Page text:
"AN IMPORTANT PROPRIETOR
"At that time, several colonists possessed land on the right bank of the Saint-Maurice river, a stream then called simply by the name of "river of Trois-Rivieres." Guillaume Pepin obtained his piece on 23 July 1647. It was a lot with three arpents of frontage by nine in depth, with a road of fifteen toises running along the river, between the holdings of Jean Godefroy de Lintot and Guillaume Isabel. In the town itself, the Pepin property was bordered on the north-east by the Chenaux road, on the south-east by the rue Jean-Amyot, on the south-west by the rue Saint-Paul and on the north-west by a line which passed from beyond the rue Whitehead to the level of the church of Saint-Patrice.
"Our ancestor also owned a plot in town, seventeen toises in frontage, between those of Alexandre Raoul (the ancestor of the Rheaults) and the widow of Baptiste Bourgery. Pepin received this grant on 6 June 1650 from Governor-General Louis d'Ailleboust, acting in the name of the Company of New France. In 1668, he had a house, a barn and a stable there. On this same 6 June 1650, our pioneer also accepted, from the same beneficiary, another building lot of twenty square toises, situated below the Fort of Trois-Rivieres.
"On 22 May 1652, Guillaume Pepin, Sieur de la Fond, in the company of Pierre Boucher and of the notary Roland Godet from Quebec, verified the official record of possession by the Jesuit Father Rene Menard, of the concession granted by Jacques de la Ferte, the Abbot of Sainte-Marie-Madeleine. On 20 March 1651, this celebrated Abbot, who gave his name to Cap-de-la-Madeleine, received from the Company of New France, without ever setting foot in Canada, a stretch of land with two leagues of frontage by twenty deep, from the cape to Trois-Rivieres.
"Pepin received several other domains. On 15 June 1656, he obtained one with an area of forty arpents square, situated then to the north-west of the town, between the holdings of Medard Chouart des Groseillers and Quentin Moral. On 14 July of the same year, Pierre Boucher made him a gift of sixty arpents, but Guillaume ceded them back to him on 21 July 1684. Not to be deterred by this suggestion, on 12 September 1657, Pierre gave him another concession, on the hill. About the same time, Pepin ceded to the associates Michel Lemay and Elie Bourbaut, a piece of land for 600 livres. Our ancestor gave a quit claim to it on 11 February 1662. Guillaume owned another piece of land with five arpents in frontage in the commune of Lac Saint-Pierre, but it is not likely that he ever developed it because it was a favorite stalking ground of the Iroquois enemy.
"SORTIE AGINST THE IROQUOIS AGGRESSOR
"On 18 August 1652, Pepin must have participated, along with dozens of other men, commanded by Duplessis-Kerbodot, in a sortie against the Iroquois aggressor. The Governor himself lost his life, as did several of his men. On 21 April 1663, Antoine Desrosiers, Pierre Lepele dit Lahaie and Guillaume Pepin were called to give testimony relating to the death of Jean Pelerin dit La Grave, killed in this engagement.
"The records of notary Severin Ameau contain several acts concerning the pioneer Pepin, notably a concession from Nicolas Marsolet at Cap de l'Arbre-a-la-Croix (3 August 1665); another concession in the arriere-fief belonging to Pierre Mouet de Moras on the south bank of the Saint-Lawrence; land and homestead ceded by his son-in-law Guillaume de la Rue on the seigneury of Champlain (29 August 1675). On 25 August 1679, Pepin ceded to another of his sons-in-law, Jean Herou dit Bourgainville, all the lands which belonged to him "in the town and territory of Trois-Rivieres, the said beneficiary to enjoy them all his life and to share it after his death with his co-heirs." On 23 February 1678, Guillaume made a similar donation to his sons Jean Pierre and Etienne, of half of the land acquired from Louis Pinard in the vicinity of the town.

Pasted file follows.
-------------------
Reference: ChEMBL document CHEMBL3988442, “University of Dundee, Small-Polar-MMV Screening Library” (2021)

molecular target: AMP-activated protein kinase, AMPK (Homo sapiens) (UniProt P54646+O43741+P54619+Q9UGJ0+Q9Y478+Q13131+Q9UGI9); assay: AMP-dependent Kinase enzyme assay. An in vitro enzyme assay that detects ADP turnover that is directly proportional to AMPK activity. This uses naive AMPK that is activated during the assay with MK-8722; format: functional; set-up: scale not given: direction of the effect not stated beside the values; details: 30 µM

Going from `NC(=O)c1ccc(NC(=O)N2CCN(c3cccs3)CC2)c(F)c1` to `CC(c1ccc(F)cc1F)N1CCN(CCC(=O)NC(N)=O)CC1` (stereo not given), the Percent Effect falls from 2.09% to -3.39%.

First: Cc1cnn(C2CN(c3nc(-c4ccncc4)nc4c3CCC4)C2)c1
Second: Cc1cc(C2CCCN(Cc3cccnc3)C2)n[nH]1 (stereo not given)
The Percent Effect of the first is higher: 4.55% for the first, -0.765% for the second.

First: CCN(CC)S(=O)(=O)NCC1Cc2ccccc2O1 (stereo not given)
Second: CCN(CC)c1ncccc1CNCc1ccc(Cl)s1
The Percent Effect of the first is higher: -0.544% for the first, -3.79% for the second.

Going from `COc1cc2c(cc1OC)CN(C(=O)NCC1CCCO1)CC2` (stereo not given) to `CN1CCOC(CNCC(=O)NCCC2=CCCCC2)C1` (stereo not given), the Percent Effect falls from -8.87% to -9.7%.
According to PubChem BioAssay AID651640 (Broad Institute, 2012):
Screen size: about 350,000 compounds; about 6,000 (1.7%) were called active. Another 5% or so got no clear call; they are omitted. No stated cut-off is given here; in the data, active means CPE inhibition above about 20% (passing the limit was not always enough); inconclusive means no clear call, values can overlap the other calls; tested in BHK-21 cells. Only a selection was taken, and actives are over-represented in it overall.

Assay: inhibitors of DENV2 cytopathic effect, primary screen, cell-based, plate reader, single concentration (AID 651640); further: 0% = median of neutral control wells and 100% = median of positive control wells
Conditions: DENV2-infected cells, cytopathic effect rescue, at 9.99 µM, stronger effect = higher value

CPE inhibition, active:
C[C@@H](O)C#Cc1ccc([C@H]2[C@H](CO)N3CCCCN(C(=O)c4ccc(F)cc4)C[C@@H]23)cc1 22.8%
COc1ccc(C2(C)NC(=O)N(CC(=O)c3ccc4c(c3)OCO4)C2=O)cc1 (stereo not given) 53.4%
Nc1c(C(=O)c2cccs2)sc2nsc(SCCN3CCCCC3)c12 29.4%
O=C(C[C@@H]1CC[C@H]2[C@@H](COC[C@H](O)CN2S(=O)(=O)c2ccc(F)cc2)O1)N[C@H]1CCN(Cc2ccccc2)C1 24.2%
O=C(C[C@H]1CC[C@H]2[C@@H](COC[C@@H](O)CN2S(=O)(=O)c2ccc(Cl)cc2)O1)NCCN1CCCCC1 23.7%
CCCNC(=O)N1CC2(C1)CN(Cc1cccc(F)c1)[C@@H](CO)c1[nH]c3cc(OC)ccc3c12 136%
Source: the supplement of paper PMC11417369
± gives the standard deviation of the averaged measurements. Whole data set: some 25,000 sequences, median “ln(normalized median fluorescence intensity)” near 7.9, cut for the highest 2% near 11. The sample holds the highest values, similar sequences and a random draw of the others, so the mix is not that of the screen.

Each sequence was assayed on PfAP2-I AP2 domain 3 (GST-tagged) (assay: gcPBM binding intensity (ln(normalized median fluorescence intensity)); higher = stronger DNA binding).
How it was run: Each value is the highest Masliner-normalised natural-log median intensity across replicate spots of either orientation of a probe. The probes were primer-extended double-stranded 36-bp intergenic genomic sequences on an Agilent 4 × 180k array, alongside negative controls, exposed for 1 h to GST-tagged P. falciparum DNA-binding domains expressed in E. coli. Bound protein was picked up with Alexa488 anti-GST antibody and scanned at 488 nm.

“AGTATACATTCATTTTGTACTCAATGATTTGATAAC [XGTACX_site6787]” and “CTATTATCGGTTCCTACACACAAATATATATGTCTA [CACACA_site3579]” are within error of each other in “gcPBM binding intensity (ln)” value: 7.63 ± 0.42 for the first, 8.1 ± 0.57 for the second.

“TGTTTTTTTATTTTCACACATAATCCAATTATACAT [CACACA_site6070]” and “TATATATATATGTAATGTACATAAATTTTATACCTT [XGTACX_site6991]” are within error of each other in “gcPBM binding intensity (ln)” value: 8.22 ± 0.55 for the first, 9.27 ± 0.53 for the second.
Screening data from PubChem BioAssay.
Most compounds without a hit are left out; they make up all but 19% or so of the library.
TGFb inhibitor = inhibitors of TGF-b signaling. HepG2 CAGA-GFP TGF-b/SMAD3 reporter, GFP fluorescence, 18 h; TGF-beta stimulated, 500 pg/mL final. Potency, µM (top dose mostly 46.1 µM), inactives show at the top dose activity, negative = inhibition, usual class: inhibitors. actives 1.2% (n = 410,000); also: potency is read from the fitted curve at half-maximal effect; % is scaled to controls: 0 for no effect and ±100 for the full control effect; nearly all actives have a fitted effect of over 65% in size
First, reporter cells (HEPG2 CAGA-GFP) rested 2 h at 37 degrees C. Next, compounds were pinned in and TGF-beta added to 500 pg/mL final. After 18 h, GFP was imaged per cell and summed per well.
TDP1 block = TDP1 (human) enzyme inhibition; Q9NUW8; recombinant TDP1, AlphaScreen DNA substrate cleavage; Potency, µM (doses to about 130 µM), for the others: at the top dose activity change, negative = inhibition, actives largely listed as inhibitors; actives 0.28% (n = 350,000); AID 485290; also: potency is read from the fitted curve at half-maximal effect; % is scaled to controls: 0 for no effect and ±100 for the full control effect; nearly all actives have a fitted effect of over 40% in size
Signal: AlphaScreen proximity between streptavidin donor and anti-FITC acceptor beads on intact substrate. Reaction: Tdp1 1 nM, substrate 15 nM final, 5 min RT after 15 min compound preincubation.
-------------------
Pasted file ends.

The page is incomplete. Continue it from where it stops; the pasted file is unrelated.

"ALONE WITH HIS GUN AND ANIMALS
"After having led a very active life for more than thirty years - he had even been Mayor in his town in the 1650's - our ancestor went tranquilly into retirement. He was still mentioned in some acts by Ameau, Jean Cusson and Antoine Adhemar. In 1681, all of his children were settled; the census taken mentioned him all alone, with his gun, his three head of cattle, his thirty arpents under cultivation and his seventy years of age.
"Abbot Bellemare says that death surprised Guillaume while he was living at the home of his son Pierre, at Pointe-aux-Sables, on the other side of the river in the future parish of Saint-gregoire. On 12 August 1697, his mortal remains were brought to Trois-Rivieres to be buried there in the cemetery of the parish. His death certificate said that he was about ninety years old. As for Jeanne Meschin, we don't know precisely the date of her death. An act by Severin Ameau drawn up in 1679 says that she was living but the census of 1681 does not mention her. Thus we must believe that she was taken sometime between these two years.
"A NORMAL FAMILY FOR THE TIMES
"Guillaume and Jeanne were the parents of thirteen children, about average for the times. The sons are listed as follows:
1. Jacques, born in 1646, married Marie-Jeanne Caiet (Cayer) in 1671. They had 9 children, 4 of whom were boys.